Flickr user Jonathan Cohen

When you are looking for a student loan, the first and best place to start is with the FAFSA. Filling the FAFSA opens the doors to a variety of financial aid, including federal student loans, at very attractive terms. However, sometimes this is not enough. If you require additional loans beyond your federal student loans, you will have to borrow from private lenders.

Private lenders typically approve of loan applications depending on the loan applicant’s credit history. In most cases, you will only manage to get your loan application approved if you have good credit. As a high school student, chances are you would not have had the opportunity to build your credit history, in which case, the lender will require you to have a co-signer.

Who Is A Co-Signer And How Do They Help?

A co-signer is essentially someone who has good credit history and who is willing to pay your loan if, for some reason, you can’t. This assures the lender that the co-signer will pay up the loan should you default on your payment. If you can manage to get a co-signer, that resolves your problem and enables you to get a private student loan to supplement your student aid package.

Unfortunately, not all students have someone who is willing or able to co-sign their loan. This can create a whole lot of issues.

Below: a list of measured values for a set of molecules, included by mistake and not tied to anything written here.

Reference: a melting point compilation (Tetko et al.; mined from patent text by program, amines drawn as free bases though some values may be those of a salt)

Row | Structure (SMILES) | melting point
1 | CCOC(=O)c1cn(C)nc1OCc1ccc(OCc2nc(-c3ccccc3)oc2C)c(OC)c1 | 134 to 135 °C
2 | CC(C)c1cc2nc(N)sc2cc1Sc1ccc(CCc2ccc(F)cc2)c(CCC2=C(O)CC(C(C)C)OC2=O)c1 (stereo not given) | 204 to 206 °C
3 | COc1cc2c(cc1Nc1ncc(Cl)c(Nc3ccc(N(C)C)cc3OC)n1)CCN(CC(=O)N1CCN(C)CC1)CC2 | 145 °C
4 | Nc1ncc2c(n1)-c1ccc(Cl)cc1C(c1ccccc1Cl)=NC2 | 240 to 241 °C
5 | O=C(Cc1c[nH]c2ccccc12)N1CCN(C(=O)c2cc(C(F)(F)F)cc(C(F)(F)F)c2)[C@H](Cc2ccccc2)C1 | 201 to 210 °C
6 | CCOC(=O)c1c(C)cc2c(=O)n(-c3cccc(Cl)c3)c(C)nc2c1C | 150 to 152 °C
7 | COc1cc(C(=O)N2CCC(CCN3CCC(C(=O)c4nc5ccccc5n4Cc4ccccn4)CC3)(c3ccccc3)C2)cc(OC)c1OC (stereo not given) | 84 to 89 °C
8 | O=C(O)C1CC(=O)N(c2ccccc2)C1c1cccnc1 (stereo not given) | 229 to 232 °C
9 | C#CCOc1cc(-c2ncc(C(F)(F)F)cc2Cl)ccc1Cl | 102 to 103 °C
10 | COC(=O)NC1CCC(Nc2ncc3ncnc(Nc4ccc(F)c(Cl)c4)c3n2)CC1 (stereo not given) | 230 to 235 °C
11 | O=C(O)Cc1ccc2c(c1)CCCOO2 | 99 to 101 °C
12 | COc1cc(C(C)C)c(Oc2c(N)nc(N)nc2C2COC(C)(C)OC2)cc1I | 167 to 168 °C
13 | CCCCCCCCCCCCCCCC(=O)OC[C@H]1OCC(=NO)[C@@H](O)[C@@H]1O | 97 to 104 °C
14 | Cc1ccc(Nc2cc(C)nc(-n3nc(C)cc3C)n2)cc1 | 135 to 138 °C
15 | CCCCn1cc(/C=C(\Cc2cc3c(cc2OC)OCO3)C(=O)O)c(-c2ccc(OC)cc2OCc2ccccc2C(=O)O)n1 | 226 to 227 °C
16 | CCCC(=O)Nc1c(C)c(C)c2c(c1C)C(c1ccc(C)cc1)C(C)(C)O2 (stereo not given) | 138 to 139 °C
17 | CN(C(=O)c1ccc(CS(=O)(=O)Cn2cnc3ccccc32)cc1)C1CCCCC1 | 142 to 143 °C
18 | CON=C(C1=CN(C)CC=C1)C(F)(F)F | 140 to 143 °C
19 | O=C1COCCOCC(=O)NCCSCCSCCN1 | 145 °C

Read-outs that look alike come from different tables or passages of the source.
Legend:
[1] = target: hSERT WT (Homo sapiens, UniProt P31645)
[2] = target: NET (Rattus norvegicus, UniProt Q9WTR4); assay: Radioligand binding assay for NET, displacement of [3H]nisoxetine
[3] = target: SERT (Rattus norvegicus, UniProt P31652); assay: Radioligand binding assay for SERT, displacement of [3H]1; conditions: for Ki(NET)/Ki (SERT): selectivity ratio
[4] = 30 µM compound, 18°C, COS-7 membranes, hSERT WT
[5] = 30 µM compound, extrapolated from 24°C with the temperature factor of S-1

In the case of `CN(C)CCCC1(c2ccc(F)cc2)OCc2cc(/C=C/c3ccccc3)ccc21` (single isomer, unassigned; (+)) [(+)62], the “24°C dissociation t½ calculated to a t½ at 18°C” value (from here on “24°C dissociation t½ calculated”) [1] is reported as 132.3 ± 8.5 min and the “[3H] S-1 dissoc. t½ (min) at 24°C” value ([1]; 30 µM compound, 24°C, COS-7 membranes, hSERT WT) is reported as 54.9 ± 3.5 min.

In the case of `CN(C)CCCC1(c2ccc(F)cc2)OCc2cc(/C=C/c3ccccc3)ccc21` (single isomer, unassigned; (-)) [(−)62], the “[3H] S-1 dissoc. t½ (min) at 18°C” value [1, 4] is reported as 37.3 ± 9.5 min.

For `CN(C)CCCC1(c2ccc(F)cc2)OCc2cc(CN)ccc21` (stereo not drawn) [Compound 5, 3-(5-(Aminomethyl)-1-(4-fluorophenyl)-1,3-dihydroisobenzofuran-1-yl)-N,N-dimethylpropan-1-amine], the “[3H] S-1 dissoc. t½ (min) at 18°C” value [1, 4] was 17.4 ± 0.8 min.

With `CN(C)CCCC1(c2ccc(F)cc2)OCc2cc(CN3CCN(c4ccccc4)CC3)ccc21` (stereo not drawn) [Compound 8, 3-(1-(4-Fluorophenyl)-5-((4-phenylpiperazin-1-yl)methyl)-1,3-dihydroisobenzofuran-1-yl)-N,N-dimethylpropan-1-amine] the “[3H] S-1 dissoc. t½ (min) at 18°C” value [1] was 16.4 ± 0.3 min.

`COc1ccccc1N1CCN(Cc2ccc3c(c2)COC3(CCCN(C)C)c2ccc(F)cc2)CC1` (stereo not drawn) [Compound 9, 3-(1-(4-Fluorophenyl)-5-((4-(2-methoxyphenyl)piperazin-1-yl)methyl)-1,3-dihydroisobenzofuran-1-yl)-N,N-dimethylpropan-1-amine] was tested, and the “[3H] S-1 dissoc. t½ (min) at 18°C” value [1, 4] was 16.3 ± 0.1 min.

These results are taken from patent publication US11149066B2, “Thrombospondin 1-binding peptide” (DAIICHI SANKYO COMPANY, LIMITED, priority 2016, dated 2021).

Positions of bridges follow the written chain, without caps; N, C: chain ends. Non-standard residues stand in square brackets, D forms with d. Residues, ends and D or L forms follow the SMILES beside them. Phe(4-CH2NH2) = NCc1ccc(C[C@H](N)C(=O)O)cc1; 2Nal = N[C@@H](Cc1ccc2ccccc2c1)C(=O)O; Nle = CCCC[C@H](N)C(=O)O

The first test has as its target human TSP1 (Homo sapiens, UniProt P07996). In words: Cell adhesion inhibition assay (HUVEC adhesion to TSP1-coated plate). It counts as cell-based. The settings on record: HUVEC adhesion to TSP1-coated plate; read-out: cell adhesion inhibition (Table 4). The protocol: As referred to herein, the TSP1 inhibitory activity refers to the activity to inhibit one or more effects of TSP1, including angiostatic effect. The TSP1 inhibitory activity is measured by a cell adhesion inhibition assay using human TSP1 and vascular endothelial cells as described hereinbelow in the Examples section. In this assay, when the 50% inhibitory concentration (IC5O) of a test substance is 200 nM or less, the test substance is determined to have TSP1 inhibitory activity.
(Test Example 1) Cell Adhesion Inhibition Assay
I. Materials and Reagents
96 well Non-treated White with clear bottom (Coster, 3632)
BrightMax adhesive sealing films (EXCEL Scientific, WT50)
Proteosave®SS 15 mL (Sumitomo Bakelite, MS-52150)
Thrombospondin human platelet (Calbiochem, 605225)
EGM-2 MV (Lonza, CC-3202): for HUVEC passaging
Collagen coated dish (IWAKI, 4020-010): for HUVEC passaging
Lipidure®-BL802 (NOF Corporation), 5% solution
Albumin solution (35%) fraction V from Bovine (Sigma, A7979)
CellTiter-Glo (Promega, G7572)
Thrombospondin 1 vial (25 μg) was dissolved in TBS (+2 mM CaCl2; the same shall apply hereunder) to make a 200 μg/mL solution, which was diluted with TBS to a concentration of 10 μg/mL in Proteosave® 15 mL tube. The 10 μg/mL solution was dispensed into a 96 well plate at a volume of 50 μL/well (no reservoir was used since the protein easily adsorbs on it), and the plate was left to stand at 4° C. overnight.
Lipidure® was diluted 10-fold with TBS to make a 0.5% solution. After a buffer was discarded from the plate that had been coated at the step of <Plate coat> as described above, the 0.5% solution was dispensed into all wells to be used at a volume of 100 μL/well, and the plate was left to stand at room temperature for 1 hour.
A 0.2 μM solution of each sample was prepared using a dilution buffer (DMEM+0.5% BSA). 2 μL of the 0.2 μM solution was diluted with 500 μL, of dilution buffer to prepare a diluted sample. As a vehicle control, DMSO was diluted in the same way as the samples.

What Happens If You Cannot Find A Co-Signer

Many private lenders will reject your loan application outright if you do not have credit history or a co-signer. Without credit history, they have no way of knowing whether you will be a good or bad borrower and without a co-signer they have no way of getting their money back from you. They prefer to steer clear of any potential problems.

A few private creditors may agree to give you a loan without a co-signer but this usually comes with a catch. Private loans that are given without a co-signer are much more expensive. They come with much higher rates of interest as well as higher administration fees and other charges. Lenders add these on to protect their interests. Think of it as the price you have to pay for not meeting the loan requirements.

Tips For Managing Your Loan Without A Co-Signer

Although private student loans without a co-signer can be expensive, you may have no other choice but to take it to pay for college. If you do decide to go this route, you must look for ways to pay it back as quickly as possible in order to reduce the accrued interest.

One good way to manage this type of loan is to consider consolidating your loans after you graduate. If you have built good credit history while you were in college and attained a job that pays decently after graduating, you may be able to get a lower interest rate on your consolidated loan. This can make the monthly loan payments and the overall loan repayment more manageable.

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